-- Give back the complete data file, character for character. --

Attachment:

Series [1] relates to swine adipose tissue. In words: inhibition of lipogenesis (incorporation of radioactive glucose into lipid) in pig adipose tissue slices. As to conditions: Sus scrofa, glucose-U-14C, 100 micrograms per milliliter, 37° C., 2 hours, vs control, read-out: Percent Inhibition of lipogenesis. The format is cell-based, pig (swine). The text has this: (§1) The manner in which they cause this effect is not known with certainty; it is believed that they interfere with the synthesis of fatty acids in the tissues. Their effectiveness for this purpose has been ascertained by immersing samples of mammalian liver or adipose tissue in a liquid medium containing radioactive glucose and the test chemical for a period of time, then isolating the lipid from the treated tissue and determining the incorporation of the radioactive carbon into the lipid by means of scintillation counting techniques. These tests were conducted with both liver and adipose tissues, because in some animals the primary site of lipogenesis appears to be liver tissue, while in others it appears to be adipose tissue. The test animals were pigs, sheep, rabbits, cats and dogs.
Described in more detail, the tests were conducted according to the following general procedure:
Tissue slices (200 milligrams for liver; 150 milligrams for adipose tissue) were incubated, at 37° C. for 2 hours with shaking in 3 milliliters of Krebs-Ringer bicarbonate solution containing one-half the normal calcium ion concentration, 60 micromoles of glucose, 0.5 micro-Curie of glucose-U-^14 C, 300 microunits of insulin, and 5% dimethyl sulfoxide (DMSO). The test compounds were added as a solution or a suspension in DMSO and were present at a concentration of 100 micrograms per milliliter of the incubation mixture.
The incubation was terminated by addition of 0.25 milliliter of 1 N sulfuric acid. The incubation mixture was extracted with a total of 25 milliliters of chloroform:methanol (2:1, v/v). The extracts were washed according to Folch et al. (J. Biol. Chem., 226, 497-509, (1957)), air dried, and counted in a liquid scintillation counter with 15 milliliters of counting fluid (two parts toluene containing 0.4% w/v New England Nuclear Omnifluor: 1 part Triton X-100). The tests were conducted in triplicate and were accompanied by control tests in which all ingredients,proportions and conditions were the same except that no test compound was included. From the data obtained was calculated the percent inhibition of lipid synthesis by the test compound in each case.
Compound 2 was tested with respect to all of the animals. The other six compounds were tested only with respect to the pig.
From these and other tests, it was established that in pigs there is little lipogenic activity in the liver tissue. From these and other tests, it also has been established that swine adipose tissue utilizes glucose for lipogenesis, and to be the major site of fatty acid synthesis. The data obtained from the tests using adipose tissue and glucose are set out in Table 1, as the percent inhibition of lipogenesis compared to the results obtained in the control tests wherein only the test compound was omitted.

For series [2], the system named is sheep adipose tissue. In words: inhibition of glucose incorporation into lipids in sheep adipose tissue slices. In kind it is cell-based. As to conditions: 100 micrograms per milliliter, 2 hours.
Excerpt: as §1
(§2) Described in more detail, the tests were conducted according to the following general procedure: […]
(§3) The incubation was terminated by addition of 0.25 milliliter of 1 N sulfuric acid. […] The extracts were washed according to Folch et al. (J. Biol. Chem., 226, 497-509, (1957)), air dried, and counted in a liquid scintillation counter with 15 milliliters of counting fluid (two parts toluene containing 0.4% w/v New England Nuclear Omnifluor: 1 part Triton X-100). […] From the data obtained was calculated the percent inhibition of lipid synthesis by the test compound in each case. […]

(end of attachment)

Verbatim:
Series [1] relates to swine adipose tissue. In words: inhibition of lipogenesis (incorporation of radioactive glucose into lipid) in pig adipose tissue slices. As to conditions: Sus scrofa, glucose-U-14C, 100 micrograms per milliliter, 37° C., 2 hours, vs control, read-out: Percent Inhibition of lipogenesis. The format is cell-based, pig (swine). The text has this: (§1) The manner in which they cause this effect is not known with certainty; it is believed that they interfere with the synthesis of fatty acids in the tissues. Their effectiveness for this purpose has been ascertained by immersing samples of mammalian liver or adipose tissue in a liquid medium containing radioactive glucose and the test chemical for a period of time, then isolating the lipid from the treated tissue and determining the incorporation of the radioactive carbon into the lipid by means of scintillation counting techniques. These tests were conducted with both liver and adipose tissues, because in some animals the primary site of lipogenesis appears to be liver tissue, while in others it appears to be adipose tissue. The test animals were pigs, sheep, rabbits, cats and dogs.
Described in more detail, the tests were conducted according to the following general procedure:
Tissue slices (200 milligrams for liver; 150 milligrams for adipose tissue) were incubated, at 37° C. for 2 hours with shaking in 3 milliliters of Krebs-Ringer bicarbonate solution containing one-half the normal calcium ion concentration, 60 micromoles of glucose, 0.5 micro-Curie of glucose-U-^14 C, 300 microunits of insulin, and 5% dimethyl sulfoxide (DMSO). The test compounds were added as a solution or a suspension in DMSO and were present at a concentration of 100 micrograms per milliliter of the incubation mixture.
The incubation was terminated by addition of 0.25 milliliter of 1 N sulfuric acid. The incubation mixture was extracted with a total of 25 milliliters of chloroform:methanol (2:1, v/v). The extracts were washed according to Folch et al. (J. Biol. Chem., 226, 497-509, (1957)), air dried, and counted in a liquid scintillation counter with 15 milliliters of counting fluid (two parts toluene containing 0.4% w/v New England Nuclear Omnifluor: 1 part Triton X-100). The tests were conducted in triplicate and were accompanied by control tests in which all ingredients,proportions and conditions were the same except that no test compound was included. From the data obtained was calculated the percent inhibition of lipid synthesis by the test compound in each case.
Compound 2 was tested with respect to all of the animals. The other six compounds were tested only with respect to the pig.
From these and other tests, it was established that in pigs there is little lipogenic activity in the liver tissue. From these and other tests, it also has been established that swine adipose tissue utilizes glucose for lipogenesis, and to be the major site of fatty acid synthesis. The data obtained from the tests using adipose tissue and glucose are set out in Table 1, as the percent inhibition of lipogenesis compared to the results obtained in the control tests wherein only the test compound was omitted.

For series [2], the system named is sheep adipose tissue. In words: inhibition of glucose incorporation into lipids in sheep adipose tissue slices. In kind it is cell-based. As to conditions: 100 micrograms per milliliter, 2 hours.
Excerpt: as §1
(§2) Described in more detail, the tests were conducted according to the following general procedure: […]
(§3) The incubation was terminated by addition of 0.25 milliliter of 1 N sulfuric acid. […] The extracts were washed according to Folch et al. (J. Biol. Chem., 226, 497-509, (1957)), air dried, and counted in a liquid scintillation counter with 15 milliliters of counting fluid (two parts toluene containing 0.4% w/v New England Nuclear Omnifluor: 1 part Triton X-100). […] From the data obtained was calculated the percent inhibition of lipid synthesis by the test compound in each case. […]